How Famous Artists Depicted Trees

I wanted to explore how many of the influential artists drew and painted trees.

I will start with Van Gogh.

Van Gogh, Mulberry Tree

Van Gogh’s painting, The Mulberry Tree, depicts a tree in the garden of the asylum. He used short, sweeping brush strokes for the ground, then the foliage is the most prominent past of this tree, and this image. The leaves are orange, as it was autumn, and also rusty shades. The paint is applied thickly and in a bold manner. It seems to sway, with the shape of the tree, and to me, it is full of energy and feels alive.

Van Gogh, The Pink Peach Tree

I think this image of the pink peach tree is beautiful. The brush strokes on the blossom looks so alive and like the mulberry tree, this peach tree is full of vibrancy and energy. The blossom is implied by the random white and green brush strokes, but looks very effective. The trunk is painted simply, in a solid manner, which contrasts with the impressionistic blossom.

The final Van Gogh painting I would like to mention is The Road Menders.

Van Gogh, The Road Menders

In this painting, Van Gogh has used sweeping brush strokes for the trunk, in shades of brown, cream, blue and green. This adds interest into what could be a bland palette. The trees look sturdy and established, and again they have a life of their own. The perspective in this image is very effective, too.

Next I will mention a work by Bruegal (1565) called Hunters in the Snow.

Bruegal, (1565), The Hunters in the Snow [oil on wood]

The trees in The Hunters in the Snow are depicted in a stark manner. It is obviously winter, and the trees are mere barren trunks and branches. They are very dark, with highlights on the top of the branches. The trunks have no detail, but the branches are painted intricately.

Next we go to Claude Monet and his painting, Springtime (Apple Trees in Bloom).

Claude Monet, Springtime (Apple Trees in Bloom)

This is a beautiful painting, fresh and full of light. The fact that it is a sunny day is evident from the highlights on the blossom trees and the shadows cast on the ground. There is a rich array of green tones in this painting, and limiting the colours to greens, whites, greys and pale pinks creates a wonderful springtime feel. The image is impressionistic in its dreamy application of paint. A feast for the eyes!

John Constable now, and his painting, Trees on Hampstead Heath.

Constable, Trees on Hampstead Heath

What a beautiful painting this is. The light is wonderful, basking the trees in the warm glow of the sun. The trees are wonderfully depicted, in muted shades. There is a lot of variation in tone, and this creates a convincing rendition of the foliage. The composition of this image is very pleasing to me, the way the trees lead up in a diagonal line to the edge of the canvas.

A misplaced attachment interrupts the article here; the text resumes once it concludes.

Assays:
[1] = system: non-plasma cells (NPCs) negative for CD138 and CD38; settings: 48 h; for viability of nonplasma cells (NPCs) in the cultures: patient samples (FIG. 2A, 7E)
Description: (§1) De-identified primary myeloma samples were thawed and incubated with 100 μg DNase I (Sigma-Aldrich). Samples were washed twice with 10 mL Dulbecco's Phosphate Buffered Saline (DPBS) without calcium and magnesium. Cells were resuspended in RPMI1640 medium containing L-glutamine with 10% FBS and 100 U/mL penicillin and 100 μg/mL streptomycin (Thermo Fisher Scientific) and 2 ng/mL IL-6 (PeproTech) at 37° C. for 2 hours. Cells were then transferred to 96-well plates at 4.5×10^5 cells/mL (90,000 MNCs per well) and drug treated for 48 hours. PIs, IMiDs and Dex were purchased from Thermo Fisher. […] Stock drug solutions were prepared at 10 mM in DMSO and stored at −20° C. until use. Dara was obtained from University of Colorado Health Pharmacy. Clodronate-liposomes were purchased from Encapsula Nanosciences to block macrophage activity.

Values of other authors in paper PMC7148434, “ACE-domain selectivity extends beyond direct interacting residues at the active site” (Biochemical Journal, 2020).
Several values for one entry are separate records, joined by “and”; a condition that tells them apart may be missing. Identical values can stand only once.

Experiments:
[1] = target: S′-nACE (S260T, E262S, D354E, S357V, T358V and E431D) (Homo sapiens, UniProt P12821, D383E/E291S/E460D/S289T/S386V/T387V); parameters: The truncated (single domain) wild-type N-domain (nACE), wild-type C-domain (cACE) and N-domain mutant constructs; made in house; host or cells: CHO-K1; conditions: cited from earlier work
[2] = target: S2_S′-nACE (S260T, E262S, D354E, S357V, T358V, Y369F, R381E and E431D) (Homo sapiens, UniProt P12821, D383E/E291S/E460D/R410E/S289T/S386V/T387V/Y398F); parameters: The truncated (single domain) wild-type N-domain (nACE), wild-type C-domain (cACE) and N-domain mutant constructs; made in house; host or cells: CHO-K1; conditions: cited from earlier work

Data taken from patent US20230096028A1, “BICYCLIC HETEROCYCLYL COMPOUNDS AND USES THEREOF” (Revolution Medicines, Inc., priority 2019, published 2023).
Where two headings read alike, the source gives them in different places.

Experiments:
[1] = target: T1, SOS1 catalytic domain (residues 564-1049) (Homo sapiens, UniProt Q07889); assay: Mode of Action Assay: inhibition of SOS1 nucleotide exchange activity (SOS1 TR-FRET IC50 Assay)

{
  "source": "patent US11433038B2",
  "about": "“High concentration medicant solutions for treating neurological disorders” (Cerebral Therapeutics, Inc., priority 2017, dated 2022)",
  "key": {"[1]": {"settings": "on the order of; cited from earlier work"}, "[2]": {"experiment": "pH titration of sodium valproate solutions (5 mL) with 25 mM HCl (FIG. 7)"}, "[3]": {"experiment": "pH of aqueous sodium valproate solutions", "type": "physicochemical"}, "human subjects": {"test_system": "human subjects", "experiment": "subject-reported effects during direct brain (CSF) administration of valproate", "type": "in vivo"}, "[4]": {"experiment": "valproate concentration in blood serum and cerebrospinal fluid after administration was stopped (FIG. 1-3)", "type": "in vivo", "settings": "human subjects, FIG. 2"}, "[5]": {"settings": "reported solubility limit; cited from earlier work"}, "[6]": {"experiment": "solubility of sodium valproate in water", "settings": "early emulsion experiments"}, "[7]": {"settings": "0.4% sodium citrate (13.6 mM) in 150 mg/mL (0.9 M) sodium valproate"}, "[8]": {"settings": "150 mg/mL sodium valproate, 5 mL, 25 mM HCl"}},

Finally, I would like to mention Picasso’s cubist landscape, Woods.

Pablo Picasso, (1908), Woods

This, to me, is an incredibly engaging image. I like its cubist rendition of the trees and foliage. The palette of greens is lush. Picasso has used solid planes with little detail. The trees frame the image either side, with vegetation between. The composition is well thought out and compelling. The image has atmosphere and presence.

I have enjoyed researching artists who have created paintings featuring trees. There are so many different approaches, and each is wonderful. The way they apply the paint, the composition, the palette, the subject matter. It is enriching to see the wide variety of styles. I particularly enjoyed Van Gogh’s work, as it is so expressive.

3 comments

  1. Great post and paintings! My personal favourite is Claude Monet paintings of trees.

    I like how expressively you have described the paintings.

    You might have heard of the four poplar trees paintings by Monet. The story is something like that these trees were close to his resident and he wanted to paint them but unfortuantely these poplar trees were put up for auction before Monet had completed all of his paintings.

    Then there comes a point when Monet was forced into buying the trees because he hadn’t finished his paintings. After he finished the series, he sold the trees back to the lumber merchant who wanted them.

    Happy trees to you!

    Liked by 1 person

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